• Is not specifying a type a good shortcut to writing code faster that compiles?
  • Should the array literal coerce error not activate for const qualified arrays?

An array has comptime-known length, a slice has runtime-known length, hence why the former can be used to define the return type, while the latter causes an error. Usage anytype in this context is not a hack, but just leveraging the correct language tool for the job. Slices are designed to represent references sequences of data whose length is not statically known so you shouldn’t accept a slice if you’re trying to define at comptime the length of the returned array.

anytype doesn’t mean that the argument is comptime known. for example if you were to pass a slice to the example A implementation, you would see an error. anytype in that context was meant to accept array values, which works because the length is part of the type, and thus is statically known.

The slice cases (D, E) didn’t work because []u8 is a mutable slice. Had you used []const u8 it would have worked. The slice has to be const because you’re taking a pointer from a temporary value (the array returned by bytesToHex) and those values are implicitly const.

The compiler could maybe give you better suggestions but no matter how hard it tries, it can’t reliably direct you towards success because the reason why you got stuck in the first place is that you yourself don’t know exactly what it is that you want. For example, given your final success examples, it turns out that you didn’t want a []u8, because expectEqualStrings accepts a []const u8 as the second argument.

But in a different case maybe another user might actually need to obtain a mutable slice because the function they eventually plan to pass it to does need mutability.

So IMO the only sound solution to this problem is the following:

  1. Don’t overdo it with comptime metaprogramming, especially in the beginning.
  2. Learn well the relationship between arrays, pointers and slices.

[2] Takes some time but if you make a deliberate effort to learn how this stuff works (as opposed to trying to pick it up from compile errors), you will get to a point where it all clicks into place, and at that point you will be fully aware of the implications of each of the things that you tried in this post, and why the Zig compiler was designed to error out in some of them and not others.

You’ve already linked to some resources on that topic, which is the right move in my opinion. Here are some other resources that might help:


One way to avoid headaches with anytype is to request the things that you need as explicit parameters, like so:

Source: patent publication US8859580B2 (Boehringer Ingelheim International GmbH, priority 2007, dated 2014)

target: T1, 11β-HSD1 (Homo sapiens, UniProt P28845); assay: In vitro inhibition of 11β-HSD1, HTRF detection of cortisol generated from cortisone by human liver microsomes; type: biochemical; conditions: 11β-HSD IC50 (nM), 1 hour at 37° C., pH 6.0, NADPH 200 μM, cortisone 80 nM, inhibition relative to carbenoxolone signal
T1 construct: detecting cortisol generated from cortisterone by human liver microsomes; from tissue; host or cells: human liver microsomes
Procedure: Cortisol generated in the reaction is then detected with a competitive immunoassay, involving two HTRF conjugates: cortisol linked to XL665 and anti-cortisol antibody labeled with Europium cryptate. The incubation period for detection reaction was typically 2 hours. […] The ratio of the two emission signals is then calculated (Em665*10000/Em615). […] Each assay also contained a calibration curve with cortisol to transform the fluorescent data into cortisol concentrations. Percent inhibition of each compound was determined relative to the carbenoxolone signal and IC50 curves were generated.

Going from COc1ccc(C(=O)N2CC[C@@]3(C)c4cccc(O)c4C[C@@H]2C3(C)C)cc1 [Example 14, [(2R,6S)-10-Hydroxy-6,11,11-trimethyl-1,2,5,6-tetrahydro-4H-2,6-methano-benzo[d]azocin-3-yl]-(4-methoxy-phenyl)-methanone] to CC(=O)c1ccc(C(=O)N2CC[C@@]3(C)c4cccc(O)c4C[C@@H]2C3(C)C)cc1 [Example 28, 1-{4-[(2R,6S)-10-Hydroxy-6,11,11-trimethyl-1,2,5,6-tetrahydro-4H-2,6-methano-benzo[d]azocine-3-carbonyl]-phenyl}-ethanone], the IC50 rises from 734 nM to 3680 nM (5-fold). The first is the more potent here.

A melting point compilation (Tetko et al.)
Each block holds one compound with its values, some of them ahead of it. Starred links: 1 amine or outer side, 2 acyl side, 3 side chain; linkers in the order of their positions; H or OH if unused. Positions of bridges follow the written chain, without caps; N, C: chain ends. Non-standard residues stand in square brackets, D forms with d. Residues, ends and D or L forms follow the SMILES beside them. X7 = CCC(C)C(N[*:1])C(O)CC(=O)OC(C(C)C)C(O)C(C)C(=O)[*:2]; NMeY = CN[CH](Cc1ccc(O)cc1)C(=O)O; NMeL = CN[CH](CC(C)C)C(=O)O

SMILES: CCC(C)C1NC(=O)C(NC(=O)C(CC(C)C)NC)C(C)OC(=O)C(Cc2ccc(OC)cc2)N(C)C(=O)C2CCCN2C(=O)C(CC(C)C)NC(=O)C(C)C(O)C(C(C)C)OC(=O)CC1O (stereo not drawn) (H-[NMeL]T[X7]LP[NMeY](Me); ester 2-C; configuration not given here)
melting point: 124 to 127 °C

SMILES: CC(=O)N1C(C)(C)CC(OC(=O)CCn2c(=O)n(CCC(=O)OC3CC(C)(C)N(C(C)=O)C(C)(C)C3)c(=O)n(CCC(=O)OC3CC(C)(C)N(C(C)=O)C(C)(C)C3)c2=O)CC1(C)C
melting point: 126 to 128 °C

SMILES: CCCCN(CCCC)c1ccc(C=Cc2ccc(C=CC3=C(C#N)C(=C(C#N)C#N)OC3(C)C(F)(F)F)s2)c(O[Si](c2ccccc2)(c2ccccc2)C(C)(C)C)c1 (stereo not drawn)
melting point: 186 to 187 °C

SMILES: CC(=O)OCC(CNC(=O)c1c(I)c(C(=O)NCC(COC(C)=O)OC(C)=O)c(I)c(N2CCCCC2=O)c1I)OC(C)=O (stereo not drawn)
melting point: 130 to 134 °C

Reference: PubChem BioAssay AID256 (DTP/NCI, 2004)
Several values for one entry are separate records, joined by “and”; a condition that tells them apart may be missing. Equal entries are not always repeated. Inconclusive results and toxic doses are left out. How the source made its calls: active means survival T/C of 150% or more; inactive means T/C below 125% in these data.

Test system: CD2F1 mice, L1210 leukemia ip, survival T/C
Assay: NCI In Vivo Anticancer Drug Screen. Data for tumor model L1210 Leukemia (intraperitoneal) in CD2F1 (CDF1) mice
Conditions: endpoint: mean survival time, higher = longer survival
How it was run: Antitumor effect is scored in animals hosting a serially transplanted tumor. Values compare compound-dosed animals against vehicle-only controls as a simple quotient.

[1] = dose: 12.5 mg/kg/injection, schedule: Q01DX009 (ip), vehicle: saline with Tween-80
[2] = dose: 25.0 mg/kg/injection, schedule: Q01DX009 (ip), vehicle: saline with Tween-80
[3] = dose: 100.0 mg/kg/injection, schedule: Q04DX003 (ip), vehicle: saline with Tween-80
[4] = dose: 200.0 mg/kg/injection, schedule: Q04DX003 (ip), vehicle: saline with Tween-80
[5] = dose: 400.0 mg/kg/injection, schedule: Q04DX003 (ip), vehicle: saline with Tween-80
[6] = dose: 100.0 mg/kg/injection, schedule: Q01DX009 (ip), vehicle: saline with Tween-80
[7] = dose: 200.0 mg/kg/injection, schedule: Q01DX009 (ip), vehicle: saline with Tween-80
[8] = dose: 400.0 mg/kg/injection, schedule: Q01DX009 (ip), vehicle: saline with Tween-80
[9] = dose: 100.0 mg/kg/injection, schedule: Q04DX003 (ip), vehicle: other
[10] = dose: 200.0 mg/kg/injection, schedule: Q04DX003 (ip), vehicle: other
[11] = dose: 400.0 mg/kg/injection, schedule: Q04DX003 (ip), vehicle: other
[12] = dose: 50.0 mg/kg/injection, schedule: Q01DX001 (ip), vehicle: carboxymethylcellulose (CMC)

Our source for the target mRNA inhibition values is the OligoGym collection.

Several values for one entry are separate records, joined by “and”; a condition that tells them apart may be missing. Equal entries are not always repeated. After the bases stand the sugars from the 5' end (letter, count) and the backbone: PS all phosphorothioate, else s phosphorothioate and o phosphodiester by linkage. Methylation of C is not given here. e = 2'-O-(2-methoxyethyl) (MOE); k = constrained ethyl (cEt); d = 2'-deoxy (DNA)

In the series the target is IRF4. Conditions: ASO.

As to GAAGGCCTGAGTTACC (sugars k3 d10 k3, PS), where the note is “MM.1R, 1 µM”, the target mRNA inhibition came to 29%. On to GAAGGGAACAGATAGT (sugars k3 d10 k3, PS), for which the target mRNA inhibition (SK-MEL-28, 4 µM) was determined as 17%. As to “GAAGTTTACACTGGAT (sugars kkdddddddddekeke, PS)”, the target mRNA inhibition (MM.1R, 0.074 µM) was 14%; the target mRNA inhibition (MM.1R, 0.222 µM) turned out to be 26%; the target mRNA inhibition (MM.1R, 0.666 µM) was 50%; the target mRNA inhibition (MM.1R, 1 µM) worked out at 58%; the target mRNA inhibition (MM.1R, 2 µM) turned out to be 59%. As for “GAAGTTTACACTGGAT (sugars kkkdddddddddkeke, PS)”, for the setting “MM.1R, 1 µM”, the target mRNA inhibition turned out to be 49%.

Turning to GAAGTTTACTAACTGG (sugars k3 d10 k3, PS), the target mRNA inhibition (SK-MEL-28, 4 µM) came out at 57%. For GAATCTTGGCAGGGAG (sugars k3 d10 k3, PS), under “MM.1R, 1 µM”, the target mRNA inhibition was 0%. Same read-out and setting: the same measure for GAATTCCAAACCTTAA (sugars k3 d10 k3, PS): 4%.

fn twice(comptime T: type, comptime n: usize, input: [n]T) [2*n]T

If you are confused by what types are being assigned automatically, you should use @compileLog. That will help you realize the problems that Loris points out.


I was not so long ago in the same position as you, but I can tell you that you’ll get acquainted with the type system sooner than you might think. I came to Zig from a C background, and trying to code in Zig the same way I’m used to in C (but I guess it’s probably the case with most C like languages) was a miserable experience, because in C you sort of forget that the type system is mostly optional, and that you are free to cast and assign anything to anything, so coming to Zig was a big shift and at first just like you I was frustrated that I needed to create so many intermediary values, that the array syntax and just type declaration was confusing, but once you get used to it, it really does make a lot of sense, and even with the seemingly unhelpful compiler errors, at some point you’ll see patterns, like the most frustrating error for me but also the one that I’m now able to resolve the quickest is when you forget a try somewhere, it breaks all the type resolution, and you can get some pretty wild compiler errors.

TLDR it will get better overtime. :slight_smile:


Thanks everyone! Your suggestions have really helped me in the last few days.

My fluency writing zig, with fewer compiler error stops, has gone up dramatically by following these rules in my head:

  • input byte buffers should be []const u8, outputs []u8
  • slices are not arrays, slices are not arrays, slices are not arrays
  • in tests, use &"\xde\xad\xc0\xde".* to make a quick buffer, so that my tests aren’t dictating the type of the function just to pass the test, and then messing up the implementation that uses a dynamic buffer
  • adding compile time validations to the top of a function are pretty helpful
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If the return value is the result of slicing an input, that too will need to be const. More in general I think that const should be the default option unless you have an active reason for it to be mutable (both as input and output).